CBS Detroit – Nasa’s Mars Rover Perseverance is about to land on Mars around 3:55 EST on Thursday. The journey which started in July 2020 and covered a 293-million-mile journey to the red planet is about to set down. Nasa is live streaming the event as it happens, because of the extreme distance there is an 11-minute lag for data to return due to the time it takes to send data at the speed of light.

As the rover nears Mars, the onboard computers will take over executing over 500,000 lines of code as it attempts to land autonomously. All the while sending back HD 4K video. However, because of the extreme distance, there is an 11-minute lag for the data to return due to the time it takes to send data at the speed of light at 8 bits per second… or about half the speed of a dial-up internet connection. So NASA engineers at JPL are calling this descent “seven-minutes of terror”.

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Credit: space.com

To date, the Perservernace rover or “Percy” is NASA’s largest and most up-to-date rover which is anticipated to gather key data in the search for evidence of life on Mars. It will land in the Jezero Crater, which scientists think it used to be underwater. They hope to find microscopic life fossilized in the rocks there. To search for this, the rover is equipped with a robotic arm with a coring drill that will extract samples from the rock. These samples, the size of a piece of chalk, will be stored within the rover. Which after enough samples are taken they will be left at a predetermined location so that a future mission to Mars can retrieve them and bring them back to earth for further study.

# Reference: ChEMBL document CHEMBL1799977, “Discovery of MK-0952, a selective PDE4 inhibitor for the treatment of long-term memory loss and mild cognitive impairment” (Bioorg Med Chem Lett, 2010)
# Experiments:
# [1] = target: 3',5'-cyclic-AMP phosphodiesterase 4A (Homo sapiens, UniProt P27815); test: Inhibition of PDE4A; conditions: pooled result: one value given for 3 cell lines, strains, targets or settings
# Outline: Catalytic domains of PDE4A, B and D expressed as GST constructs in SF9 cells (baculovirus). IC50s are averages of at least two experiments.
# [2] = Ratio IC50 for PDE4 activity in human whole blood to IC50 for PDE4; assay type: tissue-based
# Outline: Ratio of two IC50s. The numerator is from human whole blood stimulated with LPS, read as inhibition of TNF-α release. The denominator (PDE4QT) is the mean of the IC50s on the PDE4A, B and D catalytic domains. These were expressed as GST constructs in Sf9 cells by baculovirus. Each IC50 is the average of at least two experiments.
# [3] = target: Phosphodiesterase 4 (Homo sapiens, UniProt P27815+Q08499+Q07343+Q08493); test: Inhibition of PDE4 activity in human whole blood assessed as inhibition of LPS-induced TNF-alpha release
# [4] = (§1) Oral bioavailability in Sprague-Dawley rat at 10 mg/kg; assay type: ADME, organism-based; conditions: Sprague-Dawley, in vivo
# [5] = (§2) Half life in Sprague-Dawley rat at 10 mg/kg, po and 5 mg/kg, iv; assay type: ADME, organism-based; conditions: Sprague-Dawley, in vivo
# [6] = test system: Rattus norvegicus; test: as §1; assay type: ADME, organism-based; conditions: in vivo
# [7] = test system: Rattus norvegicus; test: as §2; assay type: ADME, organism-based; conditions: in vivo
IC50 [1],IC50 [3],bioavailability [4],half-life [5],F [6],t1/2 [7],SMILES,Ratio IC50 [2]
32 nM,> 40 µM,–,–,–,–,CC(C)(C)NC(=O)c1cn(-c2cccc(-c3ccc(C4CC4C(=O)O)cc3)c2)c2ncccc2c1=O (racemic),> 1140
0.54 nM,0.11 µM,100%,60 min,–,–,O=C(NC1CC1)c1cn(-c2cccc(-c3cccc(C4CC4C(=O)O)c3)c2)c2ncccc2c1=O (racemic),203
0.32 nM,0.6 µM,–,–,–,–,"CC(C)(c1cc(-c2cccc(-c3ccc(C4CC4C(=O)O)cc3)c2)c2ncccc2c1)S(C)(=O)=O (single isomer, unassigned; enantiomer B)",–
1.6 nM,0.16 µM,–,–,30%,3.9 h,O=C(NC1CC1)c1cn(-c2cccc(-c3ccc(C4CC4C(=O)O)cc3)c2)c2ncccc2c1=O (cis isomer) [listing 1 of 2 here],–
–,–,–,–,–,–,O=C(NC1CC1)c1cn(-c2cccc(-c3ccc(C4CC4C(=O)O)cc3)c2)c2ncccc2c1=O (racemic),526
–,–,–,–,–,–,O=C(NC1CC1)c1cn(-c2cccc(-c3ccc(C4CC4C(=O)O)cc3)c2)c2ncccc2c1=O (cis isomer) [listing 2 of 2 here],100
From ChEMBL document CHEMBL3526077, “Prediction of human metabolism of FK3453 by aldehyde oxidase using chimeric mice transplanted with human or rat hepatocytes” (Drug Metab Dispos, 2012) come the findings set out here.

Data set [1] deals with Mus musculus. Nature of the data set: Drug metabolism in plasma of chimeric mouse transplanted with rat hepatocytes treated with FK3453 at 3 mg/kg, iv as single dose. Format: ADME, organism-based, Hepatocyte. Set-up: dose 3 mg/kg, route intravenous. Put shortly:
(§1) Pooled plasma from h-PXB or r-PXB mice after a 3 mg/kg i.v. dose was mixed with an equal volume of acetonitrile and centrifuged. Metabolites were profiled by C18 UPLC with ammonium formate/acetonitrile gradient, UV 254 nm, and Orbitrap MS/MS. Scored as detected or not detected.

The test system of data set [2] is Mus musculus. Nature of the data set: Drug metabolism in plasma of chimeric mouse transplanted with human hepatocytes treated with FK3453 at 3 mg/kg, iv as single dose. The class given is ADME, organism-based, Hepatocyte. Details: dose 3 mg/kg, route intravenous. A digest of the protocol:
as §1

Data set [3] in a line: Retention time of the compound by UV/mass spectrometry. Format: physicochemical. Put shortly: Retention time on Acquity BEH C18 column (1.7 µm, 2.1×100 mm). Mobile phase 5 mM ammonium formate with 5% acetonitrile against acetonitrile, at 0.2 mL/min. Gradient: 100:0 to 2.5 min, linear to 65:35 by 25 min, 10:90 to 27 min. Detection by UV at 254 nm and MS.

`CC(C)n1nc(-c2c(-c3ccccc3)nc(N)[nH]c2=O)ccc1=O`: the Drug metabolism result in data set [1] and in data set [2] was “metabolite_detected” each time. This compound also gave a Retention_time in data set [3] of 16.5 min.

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Once the craft is about 7 miles above the surface of Mars, a 70.5-foot wide super-sonic parachute will deploy to slow its descent. Then the heat shield will drop away, giving onboard computers and engineers at JPL a view of the surface the rover will use its Terrain-Relative Navigation system to fin a landing spot. As Perseververnace descends, a rocket-powered “sky crane” will lower it gently to the ground.

Along with a coring drill to take samples, Percy has other instruments to gather key science data. One of those instruments is a drone with rotors spanning about 4 feet to fly in the thin Martian atmosphere. The solar-powered helicopter will fly on its own and is equipped with two cameras in color and black and white gathering imagery of the area to help the rover traverse the terrain and provide data on building drones for future missions.

Percy also has a Mastcam-Z panoramic stereoscopic camera that can zoom. It will help in the operations of the rover and the geology of the planet. The Mars Environmental Dynamics Analyzer (MEDA) is a sensor array that gathers data like temperature, wind speed and direction, barometric pressure, relative humidity, and dust shape and size. the Mars Oxygen ISRU Experiment will try to make oxygen from carbon dioxide in the atmosphere. The Planetary Instrument for X-ray Lithochemistry (PIXL) is an X-ray fluorescence spectrometer with a high-resolution camera to determine the fine-scale elemental composition of Martian surface materials. It also contains a ground-penetrating radar to examine the geologic structure of the subsurface at high resolutions. Scanning Habitable Environments with Raman & Luminescence for Organics & Chemicals (SHERLOC) is a spectrometer to provide fine-scale imaging and use an ultraviolet (UV) laser to determine fine-scale mineralogy and detect organic compounds. Finally, a SuperCam will provide imaging, chemical composition analysis, and mineralogy.

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